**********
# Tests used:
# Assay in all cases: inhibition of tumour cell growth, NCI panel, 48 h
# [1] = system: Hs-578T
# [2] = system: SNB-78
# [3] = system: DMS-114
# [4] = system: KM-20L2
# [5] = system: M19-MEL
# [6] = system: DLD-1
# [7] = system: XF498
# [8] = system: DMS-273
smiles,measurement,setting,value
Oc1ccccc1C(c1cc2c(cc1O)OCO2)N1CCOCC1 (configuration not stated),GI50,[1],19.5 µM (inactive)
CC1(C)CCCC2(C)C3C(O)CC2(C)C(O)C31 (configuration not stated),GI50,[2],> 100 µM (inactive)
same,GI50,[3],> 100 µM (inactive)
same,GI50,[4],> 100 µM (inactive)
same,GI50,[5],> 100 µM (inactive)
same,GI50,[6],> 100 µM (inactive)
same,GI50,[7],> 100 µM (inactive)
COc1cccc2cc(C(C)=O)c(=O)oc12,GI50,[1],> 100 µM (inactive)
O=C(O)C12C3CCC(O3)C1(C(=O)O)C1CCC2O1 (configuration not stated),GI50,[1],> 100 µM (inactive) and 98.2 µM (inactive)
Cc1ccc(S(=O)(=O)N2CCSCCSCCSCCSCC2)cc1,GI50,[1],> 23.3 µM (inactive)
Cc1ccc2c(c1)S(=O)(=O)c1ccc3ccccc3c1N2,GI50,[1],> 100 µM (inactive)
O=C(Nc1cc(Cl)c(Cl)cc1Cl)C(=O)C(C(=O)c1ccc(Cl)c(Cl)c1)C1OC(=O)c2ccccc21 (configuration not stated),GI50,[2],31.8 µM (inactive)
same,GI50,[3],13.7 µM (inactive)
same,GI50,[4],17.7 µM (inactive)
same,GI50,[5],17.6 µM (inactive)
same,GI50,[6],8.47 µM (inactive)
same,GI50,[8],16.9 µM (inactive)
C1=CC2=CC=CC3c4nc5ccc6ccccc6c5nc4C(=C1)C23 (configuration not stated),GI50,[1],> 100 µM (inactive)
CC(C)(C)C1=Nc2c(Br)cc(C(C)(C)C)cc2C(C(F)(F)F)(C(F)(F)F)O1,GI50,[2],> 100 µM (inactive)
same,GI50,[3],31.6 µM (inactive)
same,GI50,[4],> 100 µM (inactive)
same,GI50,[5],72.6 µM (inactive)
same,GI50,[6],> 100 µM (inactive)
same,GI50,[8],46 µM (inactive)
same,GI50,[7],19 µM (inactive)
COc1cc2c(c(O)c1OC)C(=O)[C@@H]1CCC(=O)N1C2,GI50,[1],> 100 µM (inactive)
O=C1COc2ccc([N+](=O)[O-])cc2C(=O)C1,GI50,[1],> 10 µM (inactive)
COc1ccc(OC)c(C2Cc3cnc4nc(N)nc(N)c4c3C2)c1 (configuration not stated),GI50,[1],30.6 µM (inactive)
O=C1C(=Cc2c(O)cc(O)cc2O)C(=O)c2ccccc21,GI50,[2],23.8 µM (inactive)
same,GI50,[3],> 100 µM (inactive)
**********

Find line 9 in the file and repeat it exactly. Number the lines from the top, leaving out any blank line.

# [7] = system: XF498